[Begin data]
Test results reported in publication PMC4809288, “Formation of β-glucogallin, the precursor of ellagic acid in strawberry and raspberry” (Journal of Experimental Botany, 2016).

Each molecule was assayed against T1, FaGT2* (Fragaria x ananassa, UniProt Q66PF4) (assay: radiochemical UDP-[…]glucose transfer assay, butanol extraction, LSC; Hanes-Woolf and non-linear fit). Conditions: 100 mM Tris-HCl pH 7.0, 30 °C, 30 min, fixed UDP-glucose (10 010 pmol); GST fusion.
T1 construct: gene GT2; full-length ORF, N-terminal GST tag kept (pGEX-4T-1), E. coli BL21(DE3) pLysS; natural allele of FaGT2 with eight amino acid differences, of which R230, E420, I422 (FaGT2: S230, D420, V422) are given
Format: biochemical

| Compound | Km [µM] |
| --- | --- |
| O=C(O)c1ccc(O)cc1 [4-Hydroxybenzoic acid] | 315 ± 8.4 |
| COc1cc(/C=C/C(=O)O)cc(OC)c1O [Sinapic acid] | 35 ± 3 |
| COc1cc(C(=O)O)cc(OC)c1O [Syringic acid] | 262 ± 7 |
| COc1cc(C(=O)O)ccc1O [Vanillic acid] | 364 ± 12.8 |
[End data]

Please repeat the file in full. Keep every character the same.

Test results reported in publication PMC4809288, “Formation of β-glucogallin, the precursor of ellagic acid in strawberry and raspberry” (Journal of Experimental Botany, 2016).

Each molecule was assayed against T1, FaGT2* (Fragaria x ananassa, UniProt Q66PF4) (assay: radiochemical UDP-[…]glucose transfer assay, butanol extraction, LSC; Hanes-Woolf and non-linear fit). Conditions: 100 mM Tris-HCl pH 7.0, 30 °C, 30 min, fixed UDP-glucose (10 010 pmol); GST fusion.
T1 construct: gene GT2; full-length ORF, N-terminal GST tag kept (pGEX-4T-1), E. coli BL21(DE3) pLysS; natural allele of FaGT2 with eight amino acid differences, of which R230, E420, I422 (FaGT2: S230, D420, V422) are given
Format: biochemical

| Compound | Km [µM] |
| --- | --- |
| O=C(O)c1ccc(O)cc1 [4-Hydroxybenzoic acid] | 315 ± 8.4 |
| COc1cc(/C=C/C(=O)O)cc(OC)c1O [Sinapic acid] | 35 ± 3 |
| COc1cc(C(=O)O)cc(OC)c1O [Syringic acid] | 262 ± 7 |
| COc1cc(C(=O)O)ccc1O [Vanillic acid] | 364 ± 12.8 |